Panzer Dragoon Orta closed out the series as one of the last times members of the developer Team Andromeda ever came together under one roof. Their work at the brilliant SEGA studio Smilebit, which also disbanded shortly after this release, culminates in everything that makes the series great. Panzer Dragoon Orta tells a moving story of a rogue slave girl and her desperate escape from the iron claws of an evil empire on the back of a legendary dragon.

Stages unfold as most arcade action games would, and they greatly reward players who take the time to memorize their enemy placement and boss patterns. Keep in mind that this is an arcade game at the core, and so it’s a game you’ll be playing over and over again to push for kill chains, completion percentages, and high scores. These goals were not in fashion in the gaming world in 2003, but given the recent trends in gaming, Panzer Dragoon Orta is the perfect title to find its way on the competitive gaming and streaming scene.

Only in my wildest dreams will that happen, but if it did, it couldn’t happen to a more worthy title. Panzer Dragoon Orta represents the peak of a gaming franchise that went out on its own terms and everything that its development studio ever set out to do.

The Elder Scrolls III: Morrowind

I’ll admit, I never got too far into this game. I never played an Elder Scrolls game until Oblivion came out on the Xbox 360, and by that point, this janky predecessor was asking for too much of my free time without the nostalgia to justify it. I managed to get a few quests in on a friend’s copy, and I dropped it for something else at the time.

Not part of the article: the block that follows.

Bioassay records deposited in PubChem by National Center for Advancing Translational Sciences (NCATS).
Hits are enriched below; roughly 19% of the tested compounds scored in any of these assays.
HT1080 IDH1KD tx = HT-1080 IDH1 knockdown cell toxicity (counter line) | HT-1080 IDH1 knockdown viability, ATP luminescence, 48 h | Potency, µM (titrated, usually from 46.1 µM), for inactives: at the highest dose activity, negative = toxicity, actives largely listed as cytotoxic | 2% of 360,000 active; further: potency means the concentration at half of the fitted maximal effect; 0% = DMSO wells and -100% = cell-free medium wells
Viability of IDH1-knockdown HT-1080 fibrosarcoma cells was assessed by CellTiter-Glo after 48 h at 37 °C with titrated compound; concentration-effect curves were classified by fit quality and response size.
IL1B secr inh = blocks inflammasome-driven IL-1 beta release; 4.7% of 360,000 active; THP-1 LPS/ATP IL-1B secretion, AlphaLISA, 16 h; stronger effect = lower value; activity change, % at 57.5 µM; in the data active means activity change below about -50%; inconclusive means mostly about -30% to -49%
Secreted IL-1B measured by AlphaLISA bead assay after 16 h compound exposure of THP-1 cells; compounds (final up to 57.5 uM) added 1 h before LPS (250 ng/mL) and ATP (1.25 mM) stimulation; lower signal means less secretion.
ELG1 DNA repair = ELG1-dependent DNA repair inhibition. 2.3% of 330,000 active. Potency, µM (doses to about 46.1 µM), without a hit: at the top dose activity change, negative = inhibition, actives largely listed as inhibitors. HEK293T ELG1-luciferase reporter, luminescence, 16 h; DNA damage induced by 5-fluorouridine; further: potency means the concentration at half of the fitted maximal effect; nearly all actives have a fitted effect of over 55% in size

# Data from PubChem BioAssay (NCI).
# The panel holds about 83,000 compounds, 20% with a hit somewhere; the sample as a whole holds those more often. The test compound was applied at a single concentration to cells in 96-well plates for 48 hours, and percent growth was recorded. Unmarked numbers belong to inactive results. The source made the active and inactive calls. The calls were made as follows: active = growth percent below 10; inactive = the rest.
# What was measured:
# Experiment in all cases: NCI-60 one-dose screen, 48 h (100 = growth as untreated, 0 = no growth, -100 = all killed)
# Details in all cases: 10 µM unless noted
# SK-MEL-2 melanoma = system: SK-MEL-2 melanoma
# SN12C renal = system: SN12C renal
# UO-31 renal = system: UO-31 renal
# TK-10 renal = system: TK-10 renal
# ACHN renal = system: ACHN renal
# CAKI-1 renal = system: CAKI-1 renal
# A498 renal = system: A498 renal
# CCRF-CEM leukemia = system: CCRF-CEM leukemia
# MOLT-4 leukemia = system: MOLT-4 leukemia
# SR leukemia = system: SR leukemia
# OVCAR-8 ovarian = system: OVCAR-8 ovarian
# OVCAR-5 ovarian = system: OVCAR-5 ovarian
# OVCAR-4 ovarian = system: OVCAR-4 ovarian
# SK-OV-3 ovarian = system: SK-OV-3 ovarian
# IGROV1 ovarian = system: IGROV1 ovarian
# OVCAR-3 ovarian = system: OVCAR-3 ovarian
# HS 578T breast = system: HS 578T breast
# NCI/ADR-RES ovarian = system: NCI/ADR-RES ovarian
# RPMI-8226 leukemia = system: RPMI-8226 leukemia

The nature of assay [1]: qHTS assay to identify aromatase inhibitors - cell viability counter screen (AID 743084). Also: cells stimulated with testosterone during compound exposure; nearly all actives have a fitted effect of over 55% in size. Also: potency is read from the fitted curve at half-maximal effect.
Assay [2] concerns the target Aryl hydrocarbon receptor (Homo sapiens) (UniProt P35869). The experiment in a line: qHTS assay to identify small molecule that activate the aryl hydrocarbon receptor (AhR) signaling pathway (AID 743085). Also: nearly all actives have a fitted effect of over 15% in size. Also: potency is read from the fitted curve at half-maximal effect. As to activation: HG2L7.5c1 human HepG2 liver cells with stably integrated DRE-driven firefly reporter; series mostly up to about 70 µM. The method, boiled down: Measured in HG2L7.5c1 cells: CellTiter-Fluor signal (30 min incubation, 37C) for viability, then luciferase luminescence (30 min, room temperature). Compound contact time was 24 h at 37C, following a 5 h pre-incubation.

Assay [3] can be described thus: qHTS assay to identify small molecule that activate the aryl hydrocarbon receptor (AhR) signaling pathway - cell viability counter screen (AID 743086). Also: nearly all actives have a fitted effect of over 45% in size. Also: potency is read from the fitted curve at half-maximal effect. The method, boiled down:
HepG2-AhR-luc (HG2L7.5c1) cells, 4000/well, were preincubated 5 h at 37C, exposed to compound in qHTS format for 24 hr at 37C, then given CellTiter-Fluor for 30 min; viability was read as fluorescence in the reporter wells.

That was more my fault than the game’s though.

Lifelong Elder Scrolls fans love Morrowind to pieces. Why else would they lose their cool every time a mod or a DLC expansion pack promises to bring them to the dark, dank realm of Morrowind for more adventures?

Still, in this day of massive open world RPGs, I think Morrowind might still hold ground for newcomers, especially those looking for something not so big. Size has overrun video game worlds with Skyrim, The Witcher, and their ilk always trying to upstage one another and be the biggest, most expansive game on the market. To me, size means nothing more than extra running time between destinations, so a realm that has all of its content packed into a smaller area is all the more appealing.

I would sooner revisit Jade Empire for that reason, but Morrowind is best for those looking for the roots of modern gaming’s largest and most popular genre.


I have a strong affinity towards Japanese games of this era, especially ones that appeared on off-beat consoles like the Dreamcast and the Xbox, where you didn’t find all that many. Most Japanese studios like Square and Capcom took their wares to the PlayStation 2, but SEGA and Namco found a bit of success with their traditional arcade style on Microsoft’s fledgling console.

Breakdown isn’t the best video game in the world… by quite a long shot, but it does encapsulate its era perfectly. It came at a time when Japanese studios stuck to their own devices to break into the Western genres, long before they sacrificed them and outright copied Western AAA games with dreadful disasters like Quantum Theory. The choppy character models, the ridiculous voice acting, and totally, that ridiculous character design once the hero discovers his super arm.

Breakdown all bleed of that offbeat House of the Dead, Zombie Revenge arcade era that I love so much.